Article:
1 Million Flowers, Assumption, and Hazardous Umbrellas in Brussels

034First day in Brussels, Belgium and there was literally no one else on the streets.  All of the shops were closed and it was 015pouring down rain.  This was certainly an interestingly eerie way to start a trip.  For a minute, I wondered if some sort of Belgian siesta was going on, but that was obviously the case.

It was actually Assumption Day.  Formally, this national holiday is known as the “feast day of the Assumption of Mary,” biblically referencing God’s assumption of the Virgin Mary to heaven.  It’s celebrated on August 15th in Belgium and many other parts of Europe and South America.

In Brussels, during the Assumption weekend, a beautiful Flower Carpet is set up right in the middle of Grand Place.  It is 77m x 24m and is made of roughly 1 million begonias.  This elaborate carpet of flowers and petals takes up nearly the entire Grand Place floor and is only displayed for a few days.

The Flower Carpet is displayed every other year, and each time it has a different theme.  2014’s theme was Turkey, celebrating 50 years of migration from Turkey to Belgium.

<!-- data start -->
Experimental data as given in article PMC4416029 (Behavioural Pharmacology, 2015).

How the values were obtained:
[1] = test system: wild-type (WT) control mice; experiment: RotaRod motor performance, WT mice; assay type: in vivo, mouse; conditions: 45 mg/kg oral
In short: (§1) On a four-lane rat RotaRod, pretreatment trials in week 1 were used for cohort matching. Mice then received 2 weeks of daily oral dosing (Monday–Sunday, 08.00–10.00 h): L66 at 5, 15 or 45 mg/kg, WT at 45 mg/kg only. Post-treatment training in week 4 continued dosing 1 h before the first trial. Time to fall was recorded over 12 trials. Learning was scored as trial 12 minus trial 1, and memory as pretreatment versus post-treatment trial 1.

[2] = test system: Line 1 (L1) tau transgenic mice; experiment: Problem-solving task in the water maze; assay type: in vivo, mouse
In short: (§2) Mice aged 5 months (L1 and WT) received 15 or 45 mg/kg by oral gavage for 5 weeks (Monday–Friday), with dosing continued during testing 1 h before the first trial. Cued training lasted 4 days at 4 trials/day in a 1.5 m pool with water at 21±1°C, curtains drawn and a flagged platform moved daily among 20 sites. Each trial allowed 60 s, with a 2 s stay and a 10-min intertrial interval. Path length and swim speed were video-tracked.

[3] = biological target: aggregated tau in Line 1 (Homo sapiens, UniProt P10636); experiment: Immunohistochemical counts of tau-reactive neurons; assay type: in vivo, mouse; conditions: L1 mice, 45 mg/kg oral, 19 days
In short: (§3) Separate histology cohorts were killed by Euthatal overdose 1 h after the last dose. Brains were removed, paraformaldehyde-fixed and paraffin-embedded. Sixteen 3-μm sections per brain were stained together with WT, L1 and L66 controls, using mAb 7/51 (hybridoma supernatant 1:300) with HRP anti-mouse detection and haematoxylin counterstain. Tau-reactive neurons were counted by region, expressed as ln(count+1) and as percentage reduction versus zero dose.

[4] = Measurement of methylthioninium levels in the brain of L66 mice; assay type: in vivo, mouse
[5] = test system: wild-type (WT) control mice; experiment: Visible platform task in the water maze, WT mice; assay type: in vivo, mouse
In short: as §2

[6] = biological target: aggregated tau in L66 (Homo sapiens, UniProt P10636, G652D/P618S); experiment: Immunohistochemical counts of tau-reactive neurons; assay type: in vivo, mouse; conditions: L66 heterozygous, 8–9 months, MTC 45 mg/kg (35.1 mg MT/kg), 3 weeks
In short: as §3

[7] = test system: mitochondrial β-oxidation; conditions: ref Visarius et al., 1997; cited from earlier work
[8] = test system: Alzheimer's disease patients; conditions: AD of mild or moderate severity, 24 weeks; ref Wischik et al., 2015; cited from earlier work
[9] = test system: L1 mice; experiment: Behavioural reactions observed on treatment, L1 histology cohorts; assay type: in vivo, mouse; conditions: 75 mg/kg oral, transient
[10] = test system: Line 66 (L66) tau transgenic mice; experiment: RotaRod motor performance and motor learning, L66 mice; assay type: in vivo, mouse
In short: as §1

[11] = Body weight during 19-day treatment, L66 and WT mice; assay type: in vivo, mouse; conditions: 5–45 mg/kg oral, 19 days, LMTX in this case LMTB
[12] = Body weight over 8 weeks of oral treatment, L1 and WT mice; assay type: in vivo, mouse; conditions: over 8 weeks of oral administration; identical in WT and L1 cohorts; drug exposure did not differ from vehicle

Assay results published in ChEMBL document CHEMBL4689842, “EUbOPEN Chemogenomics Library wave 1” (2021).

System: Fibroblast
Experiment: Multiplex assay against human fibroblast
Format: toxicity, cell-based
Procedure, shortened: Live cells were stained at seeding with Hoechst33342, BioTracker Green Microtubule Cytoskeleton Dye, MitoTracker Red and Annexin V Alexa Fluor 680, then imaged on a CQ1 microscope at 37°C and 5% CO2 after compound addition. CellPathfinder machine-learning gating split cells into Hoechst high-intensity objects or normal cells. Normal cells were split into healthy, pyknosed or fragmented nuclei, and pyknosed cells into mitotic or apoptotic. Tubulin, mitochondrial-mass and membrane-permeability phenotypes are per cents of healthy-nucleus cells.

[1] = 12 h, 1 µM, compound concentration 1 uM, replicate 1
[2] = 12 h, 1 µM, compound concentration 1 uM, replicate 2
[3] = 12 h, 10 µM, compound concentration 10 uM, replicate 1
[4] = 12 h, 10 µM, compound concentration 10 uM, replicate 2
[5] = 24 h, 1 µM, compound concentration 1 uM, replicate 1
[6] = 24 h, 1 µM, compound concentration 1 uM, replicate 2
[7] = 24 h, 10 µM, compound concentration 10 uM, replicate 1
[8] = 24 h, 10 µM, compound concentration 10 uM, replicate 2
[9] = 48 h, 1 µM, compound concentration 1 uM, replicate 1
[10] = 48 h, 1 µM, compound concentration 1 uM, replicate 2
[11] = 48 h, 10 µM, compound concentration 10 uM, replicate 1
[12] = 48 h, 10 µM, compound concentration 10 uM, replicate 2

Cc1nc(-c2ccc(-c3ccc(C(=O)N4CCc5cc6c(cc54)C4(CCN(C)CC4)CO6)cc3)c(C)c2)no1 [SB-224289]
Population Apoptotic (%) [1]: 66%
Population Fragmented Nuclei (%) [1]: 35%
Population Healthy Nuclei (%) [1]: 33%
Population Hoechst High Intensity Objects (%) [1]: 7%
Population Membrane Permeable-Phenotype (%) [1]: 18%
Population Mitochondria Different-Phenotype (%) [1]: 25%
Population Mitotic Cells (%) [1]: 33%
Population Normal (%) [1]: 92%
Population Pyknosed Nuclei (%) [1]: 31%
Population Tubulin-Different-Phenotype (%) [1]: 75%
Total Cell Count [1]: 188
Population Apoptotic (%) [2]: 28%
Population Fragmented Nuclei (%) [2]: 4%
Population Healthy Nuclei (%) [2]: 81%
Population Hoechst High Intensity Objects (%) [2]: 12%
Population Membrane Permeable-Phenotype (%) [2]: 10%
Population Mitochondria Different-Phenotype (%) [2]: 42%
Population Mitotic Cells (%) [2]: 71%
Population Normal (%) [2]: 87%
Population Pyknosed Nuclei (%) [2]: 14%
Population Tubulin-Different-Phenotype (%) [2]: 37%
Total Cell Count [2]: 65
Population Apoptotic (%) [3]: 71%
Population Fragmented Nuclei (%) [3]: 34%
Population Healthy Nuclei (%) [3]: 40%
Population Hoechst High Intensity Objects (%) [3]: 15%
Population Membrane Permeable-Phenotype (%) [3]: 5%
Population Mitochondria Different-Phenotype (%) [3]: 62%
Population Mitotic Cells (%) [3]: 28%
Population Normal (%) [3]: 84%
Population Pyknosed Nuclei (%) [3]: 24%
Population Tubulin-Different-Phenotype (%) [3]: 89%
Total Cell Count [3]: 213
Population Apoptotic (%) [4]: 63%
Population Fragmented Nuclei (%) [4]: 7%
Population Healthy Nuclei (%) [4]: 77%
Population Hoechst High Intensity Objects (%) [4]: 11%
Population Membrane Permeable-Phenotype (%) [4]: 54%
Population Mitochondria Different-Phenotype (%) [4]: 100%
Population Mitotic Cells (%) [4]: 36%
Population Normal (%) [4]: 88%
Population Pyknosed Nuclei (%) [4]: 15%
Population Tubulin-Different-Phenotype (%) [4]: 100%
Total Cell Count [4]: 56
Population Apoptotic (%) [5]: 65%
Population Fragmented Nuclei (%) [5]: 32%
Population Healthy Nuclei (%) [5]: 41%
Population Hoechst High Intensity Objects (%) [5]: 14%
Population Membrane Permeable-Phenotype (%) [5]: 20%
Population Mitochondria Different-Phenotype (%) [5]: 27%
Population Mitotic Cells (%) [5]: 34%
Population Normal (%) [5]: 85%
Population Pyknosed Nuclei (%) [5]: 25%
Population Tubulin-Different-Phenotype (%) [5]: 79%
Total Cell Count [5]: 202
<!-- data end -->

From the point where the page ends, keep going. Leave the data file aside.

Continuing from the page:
The 2014 carpet was designed to emulate Turkish kilim rugs.

The 2014 carpet was designed to emulate Turkish kilim rugs.

We flew in on August 15th, which was coincidentally the first day of the flower carpet display.  Considering it’s only out for three days every two years, we were very fortunate to have been there.

The Flower Carpet was something we really just happened upon but it is a very popular tourist attraction.  Consequently, there were thousands of people crowding around the constricted walking space in Grand Place.  Our efforts to view the carpet and make our way through were constant hindered in efforts to dodge countless cameras and pointy umbrellas.  Amusingly, there was also a surprising amount of elderly women frantically shoving their way to the flowers.

In hindsight, this was fairly emblematic of almost all of the touristy sights we would end up visiting.  But, nevertheless, we did make it past the dense crowd of aggressive pushing to catch a glimpse of this amazing carpet (nearly free of other people’s phones and cameras).  Possibly in attempts to “de-tourist” ourselves, we quickly commenced forth on a relaxing wander about the cobbled back roads of Brussels, delightfully free of pesky cameras and hazardous umbrellas.


Funny sign we found whilst about.


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